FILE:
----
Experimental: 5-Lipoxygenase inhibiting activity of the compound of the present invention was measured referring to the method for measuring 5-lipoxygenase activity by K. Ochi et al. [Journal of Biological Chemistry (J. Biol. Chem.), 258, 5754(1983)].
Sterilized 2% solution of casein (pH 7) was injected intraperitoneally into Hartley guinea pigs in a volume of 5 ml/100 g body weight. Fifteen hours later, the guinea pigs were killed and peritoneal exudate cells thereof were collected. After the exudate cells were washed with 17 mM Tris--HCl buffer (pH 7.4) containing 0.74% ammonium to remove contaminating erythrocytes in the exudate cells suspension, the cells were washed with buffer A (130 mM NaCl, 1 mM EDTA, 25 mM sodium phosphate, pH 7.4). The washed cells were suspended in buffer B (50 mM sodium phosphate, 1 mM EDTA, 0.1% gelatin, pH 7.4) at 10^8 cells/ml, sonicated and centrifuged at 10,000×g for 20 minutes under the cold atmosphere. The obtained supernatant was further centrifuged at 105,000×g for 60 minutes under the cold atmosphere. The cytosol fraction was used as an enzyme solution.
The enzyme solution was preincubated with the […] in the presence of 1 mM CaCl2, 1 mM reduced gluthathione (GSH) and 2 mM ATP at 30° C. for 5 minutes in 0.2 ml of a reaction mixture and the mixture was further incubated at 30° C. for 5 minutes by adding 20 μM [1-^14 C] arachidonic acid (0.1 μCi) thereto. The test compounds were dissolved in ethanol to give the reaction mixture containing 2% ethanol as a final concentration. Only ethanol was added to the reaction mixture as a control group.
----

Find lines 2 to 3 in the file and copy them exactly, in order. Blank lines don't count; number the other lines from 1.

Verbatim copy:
Sterilized 2% solution of casein (pH 7) was injected intraperitoneally into Hartley guinea pigs in a volume of 5 ml/100 g body weight. Fifteen hours later, the guinea pigs were killed and peritoneal exudate cells thereof were collected. After the exudate cells were washed with 17 mM Tris--HCl buffer (pH 7.4) containing 0.74% ammonium to remove contaminating erythrocytes in the exudate cells suspension, the cells were washed with buffer A (130 mM NaCl, 1 mM EDTA, 25 mM sodium phosphate, pH 7.4). The washed cells were suspended in buffer B (50 mM sodium phosphate, 1 mM EDTA, 0.1% gelatin, pH 7.4) at 10^8 cells/ml, sonicated and centrifuged at 10,000×g for 20 minutes under the cold atmosphere. The obtained supernatant was further centrifuged at 105,000×g for 60 minutes under the cold atmosphere. The cytosol fraction was used as an enzyme solution.
The enzyme solution was preincubated with the […] in the presence of 1 mM CaCl2, 1 mM reduced gluthathione (GSH) and 2 mM ATP at 30° C. for 5 minutes in 0.2 ml of a reaction mixture and the mixture was further incubated at 30° C. for 5 minutes by adding 20 μM [1-^14 C] arachidonic acid (0.1 μCi) thereto. The test compounds were dissolved in ethanol to give the reaction mixture containing 2% ethanol as a final concentration. Only ethanol was added to the reaction mixture as a control group.